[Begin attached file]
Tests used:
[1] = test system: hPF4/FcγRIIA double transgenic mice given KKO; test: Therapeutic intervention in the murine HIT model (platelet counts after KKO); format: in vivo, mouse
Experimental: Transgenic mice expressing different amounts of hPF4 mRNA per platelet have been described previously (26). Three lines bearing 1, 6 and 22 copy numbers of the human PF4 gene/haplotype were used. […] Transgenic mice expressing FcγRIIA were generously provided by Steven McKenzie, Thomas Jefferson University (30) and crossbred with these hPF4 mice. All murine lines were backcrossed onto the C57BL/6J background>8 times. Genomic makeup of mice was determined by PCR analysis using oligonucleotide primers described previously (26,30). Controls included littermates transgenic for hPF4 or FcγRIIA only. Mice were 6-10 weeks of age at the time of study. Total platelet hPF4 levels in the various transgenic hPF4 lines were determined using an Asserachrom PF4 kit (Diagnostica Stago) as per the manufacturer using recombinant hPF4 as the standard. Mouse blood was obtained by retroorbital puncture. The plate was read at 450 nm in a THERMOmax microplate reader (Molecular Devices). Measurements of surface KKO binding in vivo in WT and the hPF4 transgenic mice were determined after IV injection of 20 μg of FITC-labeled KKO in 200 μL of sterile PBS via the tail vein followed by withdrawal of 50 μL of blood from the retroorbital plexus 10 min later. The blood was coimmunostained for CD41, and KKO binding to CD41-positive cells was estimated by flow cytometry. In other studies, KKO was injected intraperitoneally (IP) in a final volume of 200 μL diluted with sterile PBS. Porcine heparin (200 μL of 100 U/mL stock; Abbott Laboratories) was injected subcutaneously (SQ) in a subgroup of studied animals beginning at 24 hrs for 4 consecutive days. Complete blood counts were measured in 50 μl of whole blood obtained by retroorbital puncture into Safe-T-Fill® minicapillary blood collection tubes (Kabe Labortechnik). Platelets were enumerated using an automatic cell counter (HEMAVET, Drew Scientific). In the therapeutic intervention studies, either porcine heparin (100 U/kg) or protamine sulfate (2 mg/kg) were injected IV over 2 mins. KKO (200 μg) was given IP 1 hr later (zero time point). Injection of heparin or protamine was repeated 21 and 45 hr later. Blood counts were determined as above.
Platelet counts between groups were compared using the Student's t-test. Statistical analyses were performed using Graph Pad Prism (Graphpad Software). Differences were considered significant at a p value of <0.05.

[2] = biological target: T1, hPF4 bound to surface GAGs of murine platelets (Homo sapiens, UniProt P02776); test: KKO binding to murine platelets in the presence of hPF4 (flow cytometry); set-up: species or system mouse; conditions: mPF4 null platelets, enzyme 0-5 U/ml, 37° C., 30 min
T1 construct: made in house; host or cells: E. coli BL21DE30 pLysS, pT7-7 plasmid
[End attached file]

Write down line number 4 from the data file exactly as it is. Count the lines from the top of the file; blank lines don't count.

Platelet counts between groups were compared using the Student's t-test. Statistical analyses were performed using Graph Pad Prism (Graphpad Software). Differences were considered significant at a p value of <0.05.